LDGT12 LDGT34 LDGT HDGV LDDV LDDT HDDV MC All Veh <6000 >6000 (All) --------------------------------------------------VMT Distribution: 0.3728 0.3705 0.1273 0.0359 0.0004 0.0019 0.0857 0.0055 1.0000 ---------------------------------------------------------------------------------------------------------------------Composite Emission Factors (g/mi): Composite VOC : 1.025 1.053 1.746 1.230 1.631 0.310 0.594 0.503 2.98 1.114 Composite CO : 9.67 11.41 15.70 12.50 15.65 1.214 1.027 2.752 19.76 10.741 Composite NOX : 0.685 0.860 1.238 0.956 2.910 0.776 1.064 9.880 1.23 1.692 ---------------------------------------------------------------------------------------------------------------------Veh. Type: GasBUS URBAN SCHOOL ---------------VMT Mix: 0.0002 0.0009 0.0017 ---------------------------------------------------------------------------------------------------------------------Composite Emission Factors (g/mi): Composite VOC : 7.955 0.372 0.724 Composite CO : 103.95 3.436 2.759 Composite NOX : 7.686 13.259 11.986 ---------------------------------------------------------------------------------------------------------------------* * * * # # # # # # # # # # # # # # # # # # # # # # # # # Indiana Emissions - CY20xx File 1, Run 1, Scenario 2. # # # # # # # # # # # # # # # # # # # # # # # # # M616 Comment: User has supplied post-1999 sulfur levels.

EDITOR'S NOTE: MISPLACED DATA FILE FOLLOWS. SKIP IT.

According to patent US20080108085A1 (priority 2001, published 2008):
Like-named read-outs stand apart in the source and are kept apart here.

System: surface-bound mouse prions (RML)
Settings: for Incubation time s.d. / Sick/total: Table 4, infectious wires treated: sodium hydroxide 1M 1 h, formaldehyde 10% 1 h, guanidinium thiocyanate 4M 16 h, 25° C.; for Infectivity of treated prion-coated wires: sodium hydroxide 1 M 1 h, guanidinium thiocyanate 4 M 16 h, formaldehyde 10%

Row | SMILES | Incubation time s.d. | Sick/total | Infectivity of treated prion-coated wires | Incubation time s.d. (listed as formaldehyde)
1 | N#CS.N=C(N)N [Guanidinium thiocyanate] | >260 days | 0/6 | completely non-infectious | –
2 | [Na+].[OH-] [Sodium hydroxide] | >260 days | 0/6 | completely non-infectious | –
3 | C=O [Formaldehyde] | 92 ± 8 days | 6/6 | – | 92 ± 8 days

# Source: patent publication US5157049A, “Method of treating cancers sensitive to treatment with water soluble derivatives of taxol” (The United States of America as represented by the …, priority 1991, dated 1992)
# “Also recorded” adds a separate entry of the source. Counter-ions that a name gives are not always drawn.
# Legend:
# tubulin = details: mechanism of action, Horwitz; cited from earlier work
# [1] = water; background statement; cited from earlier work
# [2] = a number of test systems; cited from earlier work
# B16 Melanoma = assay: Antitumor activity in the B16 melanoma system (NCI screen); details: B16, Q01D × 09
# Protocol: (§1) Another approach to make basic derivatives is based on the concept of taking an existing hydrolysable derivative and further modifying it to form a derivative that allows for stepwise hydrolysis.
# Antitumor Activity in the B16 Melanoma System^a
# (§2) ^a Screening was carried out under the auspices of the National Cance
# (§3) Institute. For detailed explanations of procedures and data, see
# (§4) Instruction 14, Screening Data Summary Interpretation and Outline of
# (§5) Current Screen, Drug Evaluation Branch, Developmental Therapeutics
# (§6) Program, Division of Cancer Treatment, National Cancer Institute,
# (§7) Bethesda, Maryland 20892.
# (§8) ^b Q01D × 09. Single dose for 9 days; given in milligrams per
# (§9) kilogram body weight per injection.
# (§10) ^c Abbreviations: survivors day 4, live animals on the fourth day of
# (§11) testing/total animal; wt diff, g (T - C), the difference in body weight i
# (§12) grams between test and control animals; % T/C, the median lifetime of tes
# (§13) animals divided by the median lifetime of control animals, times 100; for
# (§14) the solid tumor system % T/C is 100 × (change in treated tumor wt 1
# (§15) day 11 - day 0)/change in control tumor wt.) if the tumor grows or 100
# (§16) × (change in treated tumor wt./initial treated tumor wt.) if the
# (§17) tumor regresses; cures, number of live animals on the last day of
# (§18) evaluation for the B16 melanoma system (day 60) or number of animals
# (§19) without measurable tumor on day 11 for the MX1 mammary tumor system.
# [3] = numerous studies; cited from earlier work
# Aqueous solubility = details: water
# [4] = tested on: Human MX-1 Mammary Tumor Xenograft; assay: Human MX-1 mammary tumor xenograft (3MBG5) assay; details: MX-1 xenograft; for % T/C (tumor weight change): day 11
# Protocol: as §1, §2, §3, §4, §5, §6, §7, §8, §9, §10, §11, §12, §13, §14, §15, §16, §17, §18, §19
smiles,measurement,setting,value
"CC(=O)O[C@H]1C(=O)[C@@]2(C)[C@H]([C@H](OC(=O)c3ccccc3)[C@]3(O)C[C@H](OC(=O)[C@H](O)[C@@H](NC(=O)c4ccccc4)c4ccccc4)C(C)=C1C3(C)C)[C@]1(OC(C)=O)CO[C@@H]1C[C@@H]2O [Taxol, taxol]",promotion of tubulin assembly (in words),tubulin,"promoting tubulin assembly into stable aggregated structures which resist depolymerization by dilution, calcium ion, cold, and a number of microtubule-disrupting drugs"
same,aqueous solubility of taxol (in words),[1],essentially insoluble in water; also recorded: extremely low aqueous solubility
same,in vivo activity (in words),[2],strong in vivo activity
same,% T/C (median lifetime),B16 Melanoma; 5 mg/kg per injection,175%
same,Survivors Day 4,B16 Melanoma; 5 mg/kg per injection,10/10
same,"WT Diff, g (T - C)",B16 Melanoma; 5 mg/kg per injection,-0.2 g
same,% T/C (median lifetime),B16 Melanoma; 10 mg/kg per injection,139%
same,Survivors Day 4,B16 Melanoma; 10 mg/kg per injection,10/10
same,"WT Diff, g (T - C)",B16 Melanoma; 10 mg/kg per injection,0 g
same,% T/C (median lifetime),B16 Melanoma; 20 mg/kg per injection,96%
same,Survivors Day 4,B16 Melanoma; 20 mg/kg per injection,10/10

* Reading PM Gas Carbon ZML Levels * from the external data file PMGZML.CSV * Reading PM Gas Carbon DR1 Levels * from the external data file PMGDR1.CSV * Reading PM Gas Carbon DR2 Levels * from the external data file PMGDR2.CSV * Reading PM Diesel Zero Mile Levels * from the external data file PMDZML.CSV * Reading the First PM Deterioration Rates * from the external data file PMDDR1.CSV * Reading the Second PM Deterioration Rates * from the external data file PMDDR2.CSV M 48 Warning: there are no sales for vehicle class HDGV8b M111 Warning: The input dIesel sulfur level of 43.0 ppm exceeds the 2007 HDD Rule diesel sulfur limit of 15 ppm. Calendar Year: Month: Altitude: Minimum Temperature: Maximum Temperature: Absolute Humidity: 2008 July Low 47.0 (F) 64.0 (F) 75. grains/lb

F-28

Ohio

Kentucky

Indiana Regional Council of Governments

2030 Regional Transportation Plan

Nominal Fuel RVP: Weathered RVP: Fuel Sulfur Content: Exhaust I/M Program: Evap I/M Program: ATP Program: Reformulated Gas: Vehicle Type: GVWR:

9.0 psi 9.0 psi 30. ppm No No No No